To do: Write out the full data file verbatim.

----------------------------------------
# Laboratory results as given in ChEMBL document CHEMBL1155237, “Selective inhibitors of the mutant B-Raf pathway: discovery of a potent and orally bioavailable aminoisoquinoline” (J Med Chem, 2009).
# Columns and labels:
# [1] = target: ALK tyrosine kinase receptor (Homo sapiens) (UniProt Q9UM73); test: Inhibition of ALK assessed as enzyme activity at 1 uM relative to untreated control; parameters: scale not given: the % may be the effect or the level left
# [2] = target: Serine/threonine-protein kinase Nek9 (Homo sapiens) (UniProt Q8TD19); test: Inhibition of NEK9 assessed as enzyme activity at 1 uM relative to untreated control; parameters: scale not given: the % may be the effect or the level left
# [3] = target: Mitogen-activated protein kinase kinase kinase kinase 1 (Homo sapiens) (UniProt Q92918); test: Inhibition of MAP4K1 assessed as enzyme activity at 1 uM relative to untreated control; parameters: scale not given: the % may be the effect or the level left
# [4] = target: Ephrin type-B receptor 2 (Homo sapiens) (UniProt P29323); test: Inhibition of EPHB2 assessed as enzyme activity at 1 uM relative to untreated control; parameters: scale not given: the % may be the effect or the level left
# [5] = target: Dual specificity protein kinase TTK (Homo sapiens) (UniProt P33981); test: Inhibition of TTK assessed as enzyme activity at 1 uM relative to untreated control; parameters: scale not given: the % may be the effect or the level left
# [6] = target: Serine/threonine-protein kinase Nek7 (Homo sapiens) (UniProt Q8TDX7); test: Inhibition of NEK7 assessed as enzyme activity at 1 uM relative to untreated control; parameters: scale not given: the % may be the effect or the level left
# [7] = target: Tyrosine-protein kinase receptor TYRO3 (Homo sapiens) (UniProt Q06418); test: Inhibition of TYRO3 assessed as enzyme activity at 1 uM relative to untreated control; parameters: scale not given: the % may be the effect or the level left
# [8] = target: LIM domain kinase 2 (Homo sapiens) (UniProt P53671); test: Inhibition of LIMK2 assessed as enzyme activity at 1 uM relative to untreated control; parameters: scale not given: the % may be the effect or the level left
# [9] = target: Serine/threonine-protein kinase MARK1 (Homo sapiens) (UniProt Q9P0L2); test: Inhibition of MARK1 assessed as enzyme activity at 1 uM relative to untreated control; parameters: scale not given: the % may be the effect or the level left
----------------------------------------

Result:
# Laboratory results as given in ChEMBL document CHEMBL1155237, “Selective inhibitors of the mutant B-Raf pathway: discovery of a potent and orally bioavailable aminoisoquinoline” (J Med Chem, 2009).
# Columns and labels:
# [1] = target: ALK tyrosine kinase receptor (Homo sapiens) (UniProt Q9UM73); test: Inhibition of ALK assessed as enzyme activity at 1 uM relative to untreated control; parameters: scale not given: the % may be the effect or the level left
# [2] = target: Serine/threonine-protein kinase Nek9 (Homo sapiens) (UniProt Q8TD19); test: Inhibition of NEK9 assessed as enzyme activity at 1 uM relative to untreated control; parameters: scale not given: the % may be the effect or the level left
# [3] = target: Mitogen-activated protein kinase kinase kinase kinase 1 (Homo sapiens) (UniProt Q92918); test: Inhibition of MAP4K1 assessed as enzyme activity at 1 uM relative to untreated control; parameters: scale not given: the % may be the effect or the level left
# [4] = target: Ephrin type-B receptor 2 (Homo sapiens) (UniProt P29323); test: Inhibition of EPHB2 assessed as enzyme activity at 1 uM relative to untreated control; parameters: scale not given: the % may be the effect or the level left
# [5] = target: Dual specificity protein kinase TTK (Homo sapiens) (UniProt P33981); test: Inhibition of TTK assessed as enzyme activity at 1 uM relative to untreated control; parameters: scale not given: the % may be the effect or the level left
# [6] = target: Serine/threonine-protein kinase Nek7 (Homo sapiens) (UniProt Q8TDX7); test: Inhibition of NEK7 assessed as enzyme activity at 1 uM relative to untreated control; parameters: scale not given: the % may be the effect or the level left
# [7] = target: Tyrosine-protein kinase receptor TYRO3 (Homo sapiens) (UniProt Q06418); test: Inhibition of TYRO3 assessed as enzyme activity at 1 uM relative to untreated control; parameters: scale not given: the % may be the effect or the level left
# [8] = target: LIM domain kinase 2 (Homo sapiens) (UniProt P53671); test: Inhibition of LIMK2 assessed as enzyme activity at 1 uM relative to untreated control; parameters: scale not given: the % may be the effect or the level left
# [9] = target: Serine/threonine-protein kinase MARK1 (Homo sapiens) (UniProt Q9P0L2); test: Inhibition of MARK1 assessed as enzyme activity at 1 uM relative to untreated control; parameters: scale not given: the % may be the effect or the level left